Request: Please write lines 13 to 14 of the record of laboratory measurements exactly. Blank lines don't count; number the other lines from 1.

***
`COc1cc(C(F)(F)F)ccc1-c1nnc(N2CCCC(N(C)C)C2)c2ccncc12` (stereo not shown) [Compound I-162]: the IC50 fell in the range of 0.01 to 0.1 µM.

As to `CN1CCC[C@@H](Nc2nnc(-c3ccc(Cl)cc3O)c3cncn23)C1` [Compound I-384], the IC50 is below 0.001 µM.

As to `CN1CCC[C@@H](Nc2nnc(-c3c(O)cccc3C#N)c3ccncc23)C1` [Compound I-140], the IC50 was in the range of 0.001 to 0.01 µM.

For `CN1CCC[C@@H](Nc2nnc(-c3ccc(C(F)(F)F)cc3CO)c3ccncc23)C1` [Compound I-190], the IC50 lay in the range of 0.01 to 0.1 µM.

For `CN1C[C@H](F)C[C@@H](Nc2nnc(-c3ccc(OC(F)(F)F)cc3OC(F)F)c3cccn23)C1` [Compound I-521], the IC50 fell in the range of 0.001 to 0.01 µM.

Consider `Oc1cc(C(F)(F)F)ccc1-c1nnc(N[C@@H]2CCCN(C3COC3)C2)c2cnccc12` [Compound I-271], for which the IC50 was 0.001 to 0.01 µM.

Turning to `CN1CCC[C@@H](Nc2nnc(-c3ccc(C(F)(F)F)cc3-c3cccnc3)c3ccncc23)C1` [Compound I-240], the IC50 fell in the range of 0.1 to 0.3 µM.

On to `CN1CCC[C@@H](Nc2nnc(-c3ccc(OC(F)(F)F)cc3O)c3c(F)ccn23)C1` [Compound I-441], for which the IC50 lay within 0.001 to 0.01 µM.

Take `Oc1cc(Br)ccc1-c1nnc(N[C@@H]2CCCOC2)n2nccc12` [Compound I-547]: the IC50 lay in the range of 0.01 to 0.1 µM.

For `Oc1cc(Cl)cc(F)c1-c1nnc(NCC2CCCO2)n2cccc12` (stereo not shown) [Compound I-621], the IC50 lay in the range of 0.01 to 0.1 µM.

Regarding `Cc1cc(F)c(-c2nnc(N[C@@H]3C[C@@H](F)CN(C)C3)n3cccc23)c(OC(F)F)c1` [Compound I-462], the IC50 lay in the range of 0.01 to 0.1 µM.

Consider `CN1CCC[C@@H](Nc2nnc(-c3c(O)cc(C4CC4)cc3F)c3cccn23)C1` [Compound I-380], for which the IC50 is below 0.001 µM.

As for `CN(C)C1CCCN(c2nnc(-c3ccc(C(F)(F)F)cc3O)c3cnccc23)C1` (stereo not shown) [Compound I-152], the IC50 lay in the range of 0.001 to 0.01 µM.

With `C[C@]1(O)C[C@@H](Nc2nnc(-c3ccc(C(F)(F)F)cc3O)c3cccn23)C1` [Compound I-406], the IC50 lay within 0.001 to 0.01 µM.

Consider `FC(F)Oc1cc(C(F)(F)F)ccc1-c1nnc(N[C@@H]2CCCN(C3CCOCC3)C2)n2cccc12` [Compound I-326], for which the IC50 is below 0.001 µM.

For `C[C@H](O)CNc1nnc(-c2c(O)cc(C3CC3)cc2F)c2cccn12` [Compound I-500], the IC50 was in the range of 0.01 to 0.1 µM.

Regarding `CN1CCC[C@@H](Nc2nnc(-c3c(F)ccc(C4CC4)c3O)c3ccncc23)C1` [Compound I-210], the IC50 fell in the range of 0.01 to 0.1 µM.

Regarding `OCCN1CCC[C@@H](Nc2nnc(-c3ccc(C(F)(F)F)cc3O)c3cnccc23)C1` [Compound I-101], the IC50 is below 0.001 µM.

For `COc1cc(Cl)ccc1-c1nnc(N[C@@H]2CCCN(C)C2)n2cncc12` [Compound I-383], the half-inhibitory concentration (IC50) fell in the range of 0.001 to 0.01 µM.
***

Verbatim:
As for `CN(C)C1CCCN(c2nnc(-c3ccc(C(F)(F)F)cc3O)c3cnccc23)C1` (stereo not shown) [Compound I-152], the IC50 lay in the range of 0.001 to 0.01 µM.

With `C[C@]1(O)C[C@@H](Nc2nnc(-c3ccc(C(F)(F)F)cc3O)c3cccn23)C1` [Compound I-406], the IC50 lay within 0.001 to 0.01 µM.